Blame it on Sixty Minutes – the label stuck. Stockton is Ground Zero in the US real estate meltdown. More specifically, zip code 95210. That’s my school – my kids.
So what better way to get them into working on a news story than making personal. When I first introduced the concept, most of the class said, who cares. Until one of my quiet sophomores spoke up and said he might be losing his home. Silence.
Then a little bit of talk about…maybe we all know someone who might be losing or have lost their home.
Thus began the assignment. With an idea.
This past Thursday I got them into the terminology of the story. Mortgages. Interest rates. Prime and sub prime. Borrower, lender, equity. Their questions revealed both their interest and lack of knowledge of real estate transactions – and this was what I fully expected. How many of YOU knew it all at ages 15-17?
Thanks to this site I was able to get some good solid information to prep the students.
Then it was off to Google Land to find and print images of homes…from the high and mighty to trailer trash. I wrote three years/prices on each photo. Year 2000 and an estimated price for the real estate; year 2004 and a high price for the real estate; year 2008 and a very low price reflecting the decline in real estate prices.
We drew names and each student got to choose a piece of property. Then they each drew a purchase year. The lucky ones got the 2000 price. The unlucky ones drew the 2004 price. They then compared their purchase price with the estimated current price.
My point: I wanted them to understand how random this could be. Told them that some folks were speculating (had to explain yet another term) and flipping houses for profit, while many homes were bought by people who just wanted a home. Nobody knew a collapse was coming.
They get it now – or at least the basics.
The rest of the assignment will take place over the next few weeks. This past week and over this weekend I sent cameras home with each student with instructions to shoot homes in their neighborhood, focusing on homes for sale if possible. Five minutes of video (variety of shots; each at least ten seconds long) or 20 still shots. This is our pool of raw cover video.
Sidebar: after the first group of students sallied forth into their neighborhoods and returned to class the next day, we had an impromptu lesson on media rights. One student who lives in a fairly nice, close-knit neighborhood where everyone knows each other, was threatened and told NOT to shoot pictures of the neighborhood. Apparent fear of break-ins by the adults. So I got to explain media rights – they cannot prevent you from shooting if you are on public property. And then common sense. Don’t argue at your age – walk off. It isn’t worth the trouble. What I might do as a professional does not apply to you as a student – especially for a simple assignment like this.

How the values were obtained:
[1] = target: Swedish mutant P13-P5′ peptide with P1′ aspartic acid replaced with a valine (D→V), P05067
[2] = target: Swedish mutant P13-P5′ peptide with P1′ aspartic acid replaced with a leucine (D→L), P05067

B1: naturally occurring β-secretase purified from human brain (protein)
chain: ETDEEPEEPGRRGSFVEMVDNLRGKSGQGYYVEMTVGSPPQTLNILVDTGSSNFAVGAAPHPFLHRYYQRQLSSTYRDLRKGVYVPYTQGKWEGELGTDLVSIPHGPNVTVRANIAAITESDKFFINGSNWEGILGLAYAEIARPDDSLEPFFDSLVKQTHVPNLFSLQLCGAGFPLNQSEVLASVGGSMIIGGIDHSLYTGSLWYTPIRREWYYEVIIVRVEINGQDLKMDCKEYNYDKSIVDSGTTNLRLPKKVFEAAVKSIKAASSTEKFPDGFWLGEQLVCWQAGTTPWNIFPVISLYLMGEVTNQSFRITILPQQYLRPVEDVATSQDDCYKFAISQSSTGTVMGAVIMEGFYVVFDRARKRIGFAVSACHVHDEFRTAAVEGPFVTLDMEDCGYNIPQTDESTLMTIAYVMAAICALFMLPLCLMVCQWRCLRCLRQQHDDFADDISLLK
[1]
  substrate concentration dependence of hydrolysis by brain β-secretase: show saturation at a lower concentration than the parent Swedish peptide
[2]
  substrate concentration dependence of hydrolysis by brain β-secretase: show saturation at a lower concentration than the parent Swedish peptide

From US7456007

This coming week we will have speakers. The San Joaquin Board of Realtors is sending a speaker for a “press conference” on Thursday. The students will learn press conference protocol Monday so they can properly question their guest.
Former KOVR reporter Craig Prosser will visit later in the week and discuss how to cover a story like this (I had him slotted for Monday, but he had to bail).
Friday the McNair counseling department will send a counselor to discuss how traumatic this might be to students as well as how it affects the school itself. We’ve lost several hundred students who have been forced to move because they lost their homes…and this dominos into losing staff.
Final piece of the puzzle – each student will find and interview a student on campus on the topic.
Then it is on to logging, scripting, and editing.
I honestly wish I could post examples of student work on the blog – but like many educators, my hands are tied by a very restrictive district policy regarding student work on the Internet.